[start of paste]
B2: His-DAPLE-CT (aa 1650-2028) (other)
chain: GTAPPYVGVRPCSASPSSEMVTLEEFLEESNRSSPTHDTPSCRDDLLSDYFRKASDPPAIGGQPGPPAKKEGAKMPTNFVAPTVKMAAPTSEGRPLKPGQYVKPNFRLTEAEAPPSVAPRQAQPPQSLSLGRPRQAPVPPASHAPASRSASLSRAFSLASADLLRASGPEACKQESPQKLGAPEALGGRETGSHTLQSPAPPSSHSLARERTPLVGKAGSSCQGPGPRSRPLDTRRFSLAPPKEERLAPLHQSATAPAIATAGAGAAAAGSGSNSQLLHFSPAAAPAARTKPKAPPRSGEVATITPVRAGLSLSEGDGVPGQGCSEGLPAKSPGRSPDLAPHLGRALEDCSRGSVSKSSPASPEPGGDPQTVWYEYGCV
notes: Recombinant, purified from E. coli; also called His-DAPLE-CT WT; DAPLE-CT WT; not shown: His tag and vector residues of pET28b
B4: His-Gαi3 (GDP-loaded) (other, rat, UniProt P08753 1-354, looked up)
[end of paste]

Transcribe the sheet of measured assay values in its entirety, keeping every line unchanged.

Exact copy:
B2: His-DAPLE-CT (aa 1650-2028) (other)
chain: GTAPPYVGVRPCSASPSSEMVTLEEFLEESNRSSPTHDTPSCRDDLLSDYFRKASDPPAIGGQPGPPAKKEGAKMPTNFVAPTVKMAAPTSEGRPLKPGQYVKPNFRLTEAEAPPSVAPRQAQPPQSLSLGRPRQAPVPPASHAPASRSASLSRAFSLASADLLRASGPEACKQESPQKLGAPEALGGRETGSHTLQSPAPPSSHSLARERTPLVGKAGSSCQGPGPRSRPLDTRRFSLAPPKEERLAPLHQSATAPAIATAGAGAAAAGSGSNSQLLHFSPAAAPAARTKPKAPPRSGEVATITPVRAGLSLSEGDGVPGQGCSEGLPAKSPGRSPDLAPHLGRALEDCSRGSVSKSSPASPEPGGDPQTVWYEYGCV
notes: Recombinant, purified from E. coli; also called His-DAPLE-CT WT; DAPLE-CT WT; not shown: His tag and vector residues of pET28b
B4: His-Gαi3 (GDP-loaded) (other, rat, UniProt P08753 1-354, looked up)